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The Equal Protection Clause Does Not Require States To License Same-Sex Marriages

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  • The Analogy Between Interracial and Same-Sex Marriages

    Clip: Sherif Girgis and John Eastman debate with Kenji Yoshino and his comparison of arguments against same-sex marriage with arguments against interracial marriage.

  • Are We Redefining Marriage by Including Gay Couples?

    Clip: Kenji Yoshino, John Eastman, and Evan Wolfson discuss whether including same-sex couples in marriage redefines the institution and creates a "new right".

Debate Details

The Equal Protection Clause of the Fourteenth Amendment provides: “No State shall … deny to any person within its jurisdiction the equal protection of the laws.” And now, the Supreme Court is poised to answer the question of whether this Clause requires States to license marriages between two people of the same sex. The best guess is that the Court will decide the question in late June. Does the Equal Protection Clause require States to license same-sex marriages, or will they decide that marriage should be between a man and a woman?

The Debaters

For the motion

John Eastman

Chairman, National Organization for Marriage & Professor, Chapman Law

John C. Eastman is the Henry Salvatori Professor of Law & Community Service at Chapman University School of Law, where he was dean from 2007 to... Read More

Sherif Girgis

Co-Author, What Is Marriage?

Sherif Girgis, co-author of What Is Marriage? Man and Woman: A Defense (2012), is currently pursuing his Ph.D. in philosophy at Princeton and his... Read More

Against the motion

Evan Wolfson

Founder & President, Freedom to Marry & Author, Why Marriage Matters

Evan Wolfson is the founder and president of Freedom to Marry, the campaign to win marriage nationwide, and author of Why Marriage Matters: America... Read More

Kenji Yoshino

Professor, NYU Law & Author, Speak Now: Marriage Equality on Trial

Kenji Yoshino is the Chief Justice Earl Warren Professor of Constitutional Law at NYU School of Law. He taught at Yale Law School from 1998 to 2008... Read More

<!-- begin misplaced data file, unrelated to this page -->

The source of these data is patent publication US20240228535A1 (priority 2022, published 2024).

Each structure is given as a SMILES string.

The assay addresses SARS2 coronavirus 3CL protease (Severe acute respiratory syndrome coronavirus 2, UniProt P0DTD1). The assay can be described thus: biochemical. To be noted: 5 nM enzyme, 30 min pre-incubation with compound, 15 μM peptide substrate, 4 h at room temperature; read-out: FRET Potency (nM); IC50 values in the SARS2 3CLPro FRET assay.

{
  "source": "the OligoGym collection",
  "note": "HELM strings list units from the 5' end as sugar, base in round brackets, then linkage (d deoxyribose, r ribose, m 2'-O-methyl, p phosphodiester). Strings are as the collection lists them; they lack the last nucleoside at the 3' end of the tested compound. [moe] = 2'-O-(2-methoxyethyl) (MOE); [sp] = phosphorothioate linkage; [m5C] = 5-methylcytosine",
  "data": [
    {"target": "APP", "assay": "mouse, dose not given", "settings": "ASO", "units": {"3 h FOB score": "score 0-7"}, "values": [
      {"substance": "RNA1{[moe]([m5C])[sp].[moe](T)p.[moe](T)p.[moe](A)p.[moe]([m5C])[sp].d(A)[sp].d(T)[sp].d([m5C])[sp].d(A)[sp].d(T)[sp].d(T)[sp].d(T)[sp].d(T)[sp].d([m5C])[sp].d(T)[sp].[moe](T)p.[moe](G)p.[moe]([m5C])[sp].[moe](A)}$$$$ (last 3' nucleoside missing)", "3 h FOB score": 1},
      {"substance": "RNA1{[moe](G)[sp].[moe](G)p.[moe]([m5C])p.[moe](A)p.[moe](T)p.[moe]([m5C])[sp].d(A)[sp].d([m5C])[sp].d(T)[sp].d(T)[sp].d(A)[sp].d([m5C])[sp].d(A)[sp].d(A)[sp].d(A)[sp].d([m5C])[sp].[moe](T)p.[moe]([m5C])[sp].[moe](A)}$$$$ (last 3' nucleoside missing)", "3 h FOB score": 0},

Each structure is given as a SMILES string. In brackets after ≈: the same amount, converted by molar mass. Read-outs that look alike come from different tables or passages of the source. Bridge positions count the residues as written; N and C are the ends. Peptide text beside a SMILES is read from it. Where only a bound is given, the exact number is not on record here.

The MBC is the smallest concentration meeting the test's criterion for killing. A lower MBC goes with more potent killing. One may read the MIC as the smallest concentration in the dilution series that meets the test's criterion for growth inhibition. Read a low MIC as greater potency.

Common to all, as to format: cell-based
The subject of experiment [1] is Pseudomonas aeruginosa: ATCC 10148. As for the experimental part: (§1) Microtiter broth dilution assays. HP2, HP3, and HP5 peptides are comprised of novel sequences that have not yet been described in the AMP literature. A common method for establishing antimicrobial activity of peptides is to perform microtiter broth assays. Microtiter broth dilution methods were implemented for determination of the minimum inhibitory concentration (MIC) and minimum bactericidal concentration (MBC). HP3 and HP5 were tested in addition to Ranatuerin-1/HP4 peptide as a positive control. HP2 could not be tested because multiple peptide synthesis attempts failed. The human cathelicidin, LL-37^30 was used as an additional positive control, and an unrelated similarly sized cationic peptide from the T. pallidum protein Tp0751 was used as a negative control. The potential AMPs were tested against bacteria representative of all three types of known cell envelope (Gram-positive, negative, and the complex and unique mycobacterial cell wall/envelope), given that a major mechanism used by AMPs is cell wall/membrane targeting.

Where Do You Stand?

For The Motion
  • Nowhere in its history, text, or understanding does the Equal Protection Clause require states to redefine marriage to include same-sex couples.
  • Marriage laws are a state's sovereign right, and the traditional definition between one man and one woman, is constitutionally sound.
  • Traditional procreation and child-rearing strengthen society and thus serve as a compelling state interest for marriage restrictions.
  • A right to same-sex marriage would create an entirely new, special constitutional right.
Against The Motion
  • Same-sex marriage bans discriminate based on sex and sexual orientation, and thus violate the Equal Protection Clause.
  • States have no rational basis or government interest in refusing to recognize same-sex marriage. Such bans fail to meet the judicial scrutiny necessary to trump individuals' 14th Amendment protections.
  • Depriving same-sex couples of the legal and societal benefits of marriage—which cannot be recreated through alternative legal substitutes—unfairly burdens them and their children.


  • Live Audience
  • Online Audience
  • Results
  • Breakdown

The Research

The Research

Obergefell v. Hodges (14-556); Tanco v. Haslam (14-562); DeBoer v. Snyder (14-571); Bourke v. Beshear (14-574)

Legal Information Institute
December 31, 1969

The Supreme Court will rule on whether the Fourteenth Amendment requires states to recognize same-sex marriages lawfully performed out-of-state and to grant same-sex marriage licenses.

Preview on Same-Sex Marriage: The Couples

Lyle Denniston
April 1, 2015

In this preview of the written arguments that have been filed in the same-sex marriage cases at the Supreme Court, Part 1 covers the briefs of the couples who are challenging the state bans. <a href=" target="_blank">Part III</a> covers the briefs filed by individuals and organizations supporting the couples’ challenge to the states’ bans.

Preview on Same-Sex Marriage: The States

Lyle Denniston
April 1, 2015

A preview of the written arguments that have been filed in the same-sex marriage cases at the Supreme Court: Part II covers the briefs of the four states in defense of their state bans. <a href=" target="_blank">Part IV</a> covers the briefs filed by individuals and organizations supporting the states’ authority to control the definition of marriage, and, in particular, to prohibit same-sex marriage.

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